To Get Better Landscape Photography, Neutral Density Filters Should Be Included by Your Camera Equipment!
The neutral density filter is concerned by today's photo suggestion. To get better landscape photography, this is just another piece of camera gear which should be at all times in your bag! It is another filter effect that can not be duplicated after the fact. It has to be in the camera.
I am certain you've seen landscape photography of a waterfall.
You can shoot it so that every drop of water is in sharp relief... or you'll be able to shoot it so that it resembles a massive string of cotton candy! And everything in between!
By the way, do you realize that Niagara Falls actually stopped flowing for about 20 hours in 1848 because there was ice that was obstructing the Niagara River? Imagine a before and after shot of THAT!
Anyway, back to our tip...
We realize that to get the sharp image, we want a fast shutter speed and to get the cotton candy blur we want a slow one.
Another good reason to set your camera on manual! You will never get award winning shots on automatic! They are going to look like everyone else's.
What if we desire an extremely slow shutter speed, but it's a brilliant daytime? As you understand, just a certain amount of light can be let in for a good exposure - it is going to ruin the shot if you let in too much.
If you are searching to have a Canon or Nikon Camera in Sand Canyon, California do not forget to consider eBay for excellent possibilities and difficult to beat prices
|No items matching the keyword phrase "" were found. This could be due to the keyword phrase used, or could mean your server is unable to communicate with Ebays RSS2 Server.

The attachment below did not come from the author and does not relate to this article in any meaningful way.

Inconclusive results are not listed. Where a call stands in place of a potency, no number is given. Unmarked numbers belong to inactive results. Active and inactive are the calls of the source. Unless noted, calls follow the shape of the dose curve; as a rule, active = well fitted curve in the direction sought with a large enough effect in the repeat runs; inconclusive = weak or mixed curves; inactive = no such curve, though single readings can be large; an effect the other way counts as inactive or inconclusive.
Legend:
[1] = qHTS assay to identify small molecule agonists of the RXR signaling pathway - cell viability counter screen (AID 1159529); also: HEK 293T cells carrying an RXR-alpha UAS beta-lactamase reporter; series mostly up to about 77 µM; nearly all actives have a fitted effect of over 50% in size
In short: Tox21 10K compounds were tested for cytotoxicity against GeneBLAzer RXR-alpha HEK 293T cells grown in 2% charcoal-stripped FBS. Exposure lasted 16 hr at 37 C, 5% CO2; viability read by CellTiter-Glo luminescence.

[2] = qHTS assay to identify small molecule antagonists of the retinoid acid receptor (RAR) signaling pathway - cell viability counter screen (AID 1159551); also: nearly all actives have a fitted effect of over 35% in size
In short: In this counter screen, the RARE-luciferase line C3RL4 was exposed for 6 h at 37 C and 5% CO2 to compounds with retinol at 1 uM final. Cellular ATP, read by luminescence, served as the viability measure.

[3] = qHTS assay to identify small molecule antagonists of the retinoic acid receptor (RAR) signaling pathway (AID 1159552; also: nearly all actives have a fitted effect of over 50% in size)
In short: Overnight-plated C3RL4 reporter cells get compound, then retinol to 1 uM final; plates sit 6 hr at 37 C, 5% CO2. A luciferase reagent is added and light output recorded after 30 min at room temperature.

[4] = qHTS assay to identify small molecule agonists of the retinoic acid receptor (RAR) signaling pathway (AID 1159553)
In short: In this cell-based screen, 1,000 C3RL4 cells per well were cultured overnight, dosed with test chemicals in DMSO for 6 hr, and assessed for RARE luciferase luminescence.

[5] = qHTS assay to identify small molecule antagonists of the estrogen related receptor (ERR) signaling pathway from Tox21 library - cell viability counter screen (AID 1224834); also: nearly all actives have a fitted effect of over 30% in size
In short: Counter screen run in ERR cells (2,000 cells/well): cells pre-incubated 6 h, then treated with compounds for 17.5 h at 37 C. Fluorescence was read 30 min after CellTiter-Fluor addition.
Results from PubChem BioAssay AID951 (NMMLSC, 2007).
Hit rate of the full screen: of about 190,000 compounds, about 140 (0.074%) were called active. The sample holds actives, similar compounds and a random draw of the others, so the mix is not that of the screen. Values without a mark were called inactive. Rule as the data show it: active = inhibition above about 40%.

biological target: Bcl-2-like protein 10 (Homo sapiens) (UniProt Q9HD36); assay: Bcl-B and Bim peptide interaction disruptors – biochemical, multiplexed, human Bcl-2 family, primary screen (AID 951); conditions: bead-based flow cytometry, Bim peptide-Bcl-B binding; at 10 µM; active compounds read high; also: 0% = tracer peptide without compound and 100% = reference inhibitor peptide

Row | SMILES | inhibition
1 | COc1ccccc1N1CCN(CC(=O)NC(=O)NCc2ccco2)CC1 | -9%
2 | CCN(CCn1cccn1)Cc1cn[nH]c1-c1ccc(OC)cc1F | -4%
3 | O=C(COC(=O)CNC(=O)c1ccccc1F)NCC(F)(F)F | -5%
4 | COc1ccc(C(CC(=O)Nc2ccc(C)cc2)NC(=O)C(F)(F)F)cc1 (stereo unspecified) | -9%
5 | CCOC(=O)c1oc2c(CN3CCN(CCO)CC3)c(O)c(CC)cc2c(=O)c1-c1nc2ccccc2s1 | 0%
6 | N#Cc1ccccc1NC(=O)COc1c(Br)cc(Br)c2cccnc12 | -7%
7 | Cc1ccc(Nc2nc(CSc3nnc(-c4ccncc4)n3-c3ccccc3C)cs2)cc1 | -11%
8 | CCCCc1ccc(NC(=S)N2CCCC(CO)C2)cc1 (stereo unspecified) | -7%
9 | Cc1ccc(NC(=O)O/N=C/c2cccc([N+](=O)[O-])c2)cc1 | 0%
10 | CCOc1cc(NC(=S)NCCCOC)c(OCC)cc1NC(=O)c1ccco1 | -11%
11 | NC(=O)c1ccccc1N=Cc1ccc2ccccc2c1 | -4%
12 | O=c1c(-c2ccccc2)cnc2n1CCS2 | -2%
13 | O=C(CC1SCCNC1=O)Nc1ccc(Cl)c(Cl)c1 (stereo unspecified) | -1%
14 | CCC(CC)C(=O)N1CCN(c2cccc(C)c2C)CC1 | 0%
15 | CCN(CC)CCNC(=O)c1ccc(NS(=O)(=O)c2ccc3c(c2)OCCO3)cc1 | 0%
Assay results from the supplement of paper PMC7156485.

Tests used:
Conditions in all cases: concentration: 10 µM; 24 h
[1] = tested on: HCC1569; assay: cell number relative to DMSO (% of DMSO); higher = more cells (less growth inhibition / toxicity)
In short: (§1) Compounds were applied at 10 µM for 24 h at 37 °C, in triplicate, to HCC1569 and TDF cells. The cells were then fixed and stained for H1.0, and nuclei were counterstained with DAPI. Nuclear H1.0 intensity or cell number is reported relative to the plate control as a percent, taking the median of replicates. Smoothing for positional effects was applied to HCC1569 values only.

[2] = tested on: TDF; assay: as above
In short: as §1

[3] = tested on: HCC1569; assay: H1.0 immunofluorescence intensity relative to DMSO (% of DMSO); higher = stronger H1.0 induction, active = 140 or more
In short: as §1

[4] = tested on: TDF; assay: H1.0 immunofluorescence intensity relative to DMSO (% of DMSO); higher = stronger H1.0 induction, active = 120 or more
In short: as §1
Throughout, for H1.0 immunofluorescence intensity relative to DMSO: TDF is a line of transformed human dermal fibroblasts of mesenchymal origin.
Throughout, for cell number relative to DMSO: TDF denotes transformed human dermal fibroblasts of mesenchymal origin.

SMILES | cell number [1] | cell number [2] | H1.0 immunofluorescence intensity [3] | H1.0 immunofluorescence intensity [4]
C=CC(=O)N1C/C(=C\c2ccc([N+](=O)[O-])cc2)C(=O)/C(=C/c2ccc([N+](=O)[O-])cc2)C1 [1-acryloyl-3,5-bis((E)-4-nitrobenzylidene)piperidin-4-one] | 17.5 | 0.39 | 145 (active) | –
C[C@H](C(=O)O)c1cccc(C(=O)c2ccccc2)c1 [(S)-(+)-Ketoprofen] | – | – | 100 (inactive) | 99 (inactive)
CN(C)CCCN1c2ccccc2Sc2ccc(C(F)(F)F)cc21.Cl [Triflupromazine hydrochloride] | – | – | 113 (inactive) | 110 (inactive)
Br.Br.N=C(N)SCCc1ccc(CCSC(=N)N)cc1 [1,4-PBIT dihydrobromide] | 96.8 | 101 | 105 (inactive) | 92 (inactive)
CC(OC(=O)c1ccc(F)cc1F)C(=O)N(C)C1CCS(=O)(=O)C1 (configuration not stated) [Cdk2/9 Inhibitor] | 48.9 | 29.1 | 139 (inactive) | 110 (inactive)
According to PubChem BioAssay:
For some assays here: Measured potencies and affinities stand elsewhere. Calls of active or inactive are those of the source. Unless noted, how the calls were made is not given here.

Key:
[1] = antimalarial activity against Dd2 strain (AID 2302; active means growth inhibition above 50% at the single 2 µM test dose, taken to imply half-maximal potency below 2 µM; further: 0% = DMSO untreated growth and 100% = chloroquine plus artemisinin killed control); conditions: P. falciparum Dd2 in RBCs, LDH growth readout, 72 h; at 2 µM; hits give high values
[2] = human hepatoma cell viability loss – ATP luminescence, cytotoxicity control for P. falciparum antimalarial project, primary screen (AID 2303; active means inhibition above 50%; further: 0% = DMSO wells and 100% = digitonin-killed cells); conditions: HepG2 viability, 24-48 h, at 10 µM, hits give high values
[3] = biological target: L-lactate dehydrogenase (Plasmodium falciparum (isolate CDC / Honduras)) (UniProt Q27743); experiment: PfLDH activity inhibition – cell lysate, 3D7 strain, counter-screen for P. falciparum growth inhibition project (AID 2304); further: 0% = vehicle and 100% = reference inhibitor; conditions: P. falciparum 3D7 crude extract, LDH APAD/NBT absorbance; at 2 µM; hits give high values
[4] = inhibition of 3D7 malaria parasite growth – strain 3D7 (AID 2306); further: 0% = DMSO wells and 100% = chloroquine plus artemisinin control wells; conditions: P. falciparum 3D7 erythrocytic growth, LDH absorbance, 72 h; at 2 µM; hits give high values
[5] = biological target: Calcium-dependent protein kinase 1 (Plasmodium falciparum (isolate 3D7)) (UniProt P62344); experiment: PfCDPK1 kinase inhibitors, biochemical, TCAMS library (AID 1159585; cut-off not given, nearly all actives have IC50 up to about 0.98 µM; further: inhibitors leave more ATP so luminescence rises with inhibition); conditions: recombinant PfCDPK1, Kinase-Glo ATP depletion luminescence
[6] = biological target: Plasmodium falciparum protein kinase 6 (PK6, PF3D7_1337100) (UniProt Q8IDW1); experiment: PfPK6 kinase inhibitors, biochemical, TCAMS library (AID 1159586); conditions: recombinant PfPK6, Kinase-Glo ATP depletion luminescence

No items matching the keyword phrase "" were found. This could be due to the keyword phrase used, or could mean your server is unable to communicate with Ebays RSS2 Server.
So we first start closing down the aperture. What if that's not enough? What if we are at the smallest aperture setting - and we still have too much light.
Our next option would be to go with the slowest film or ISO setting we can. That is nice, it's going to give us nicely saturated, noise free shots... but there are limits.
The simple fix would be to block a number of that light since our problem is the fact that too much light is entering the lens.
Enter the 'Neutral Density Filter'.
The neutral density filter is a filter that is made to obstruct a a predetermined amount of light. That's all! It doesn't alter the light in any manner - it's inert. The light entering the lens has all the same properties; there is only less of it.
Voilla! You are now able to shoot at that sleek, waterfall that is cotton sweet - on a bright sunny day!
Neutral density filters come in several strengths. You can block one stop of light, three, five, and so on. Plus various densities can be 'stacked' for even more light blockage. You can set a three stop neutral density filter and a five stop together for eight full stops! (That is a LOT of light!)
Neutral density filters have tons of uses, not only for waterfalls. In tomorrows photo hint article, I'll go into even more cool things that you can certainly do to enhance your landscape photography with these vital camera equipment accessories.